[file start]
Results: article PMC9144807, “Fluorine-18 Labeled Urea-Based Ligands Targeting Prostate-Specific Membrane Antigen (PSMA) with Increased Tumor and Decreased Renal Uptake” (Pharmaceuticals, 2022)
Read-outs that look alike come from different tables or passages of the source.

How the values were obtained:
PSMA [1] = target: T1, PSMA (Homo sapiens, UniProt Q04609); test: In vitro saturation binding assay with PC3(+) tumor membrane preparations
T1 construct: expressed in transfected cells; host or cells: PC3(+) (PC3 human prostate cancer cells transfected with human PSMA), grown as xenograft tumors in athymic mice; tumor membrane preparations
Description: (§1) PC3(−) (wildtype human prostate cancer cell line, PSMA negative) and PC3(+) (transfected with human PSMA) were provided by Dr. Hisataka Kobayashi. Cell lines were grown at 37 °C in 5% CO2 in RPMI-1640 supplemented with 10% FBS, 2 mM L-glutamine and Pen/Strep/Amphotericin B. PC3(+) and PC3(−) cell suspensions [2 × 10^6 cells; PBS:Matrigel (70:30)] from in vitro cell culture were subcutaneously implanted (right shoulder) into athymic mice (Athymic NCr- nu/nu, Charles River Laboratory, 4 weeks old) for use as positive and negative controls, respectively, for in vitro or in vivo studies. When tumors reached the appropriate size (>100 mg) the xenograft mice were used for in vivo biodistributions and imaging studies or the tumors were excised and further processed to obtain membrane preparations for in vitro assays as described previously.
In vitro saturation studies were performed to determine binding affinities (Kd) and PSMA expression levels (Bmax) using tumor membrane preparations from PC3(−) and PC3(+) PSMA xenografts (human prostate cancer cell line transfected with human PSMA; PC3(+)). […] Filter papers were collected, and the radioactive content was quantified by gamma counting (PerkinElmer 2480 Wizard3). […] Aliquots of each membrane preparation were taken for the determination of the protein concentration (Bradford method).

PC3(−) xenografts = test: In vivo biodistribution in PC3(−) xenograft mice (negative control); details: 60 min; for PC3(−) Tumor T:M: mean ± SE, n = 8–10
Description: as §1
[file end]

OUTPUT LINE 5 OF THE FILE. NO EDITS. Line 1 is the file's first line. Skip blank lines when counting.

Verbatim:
T1 construct: expressed in transfected cells; host or cells: PC3(+) (PC3 human prostate cancer cells transfected with human PSMA), grown as xenograft tumors in athymic mice; tumor membrane preparations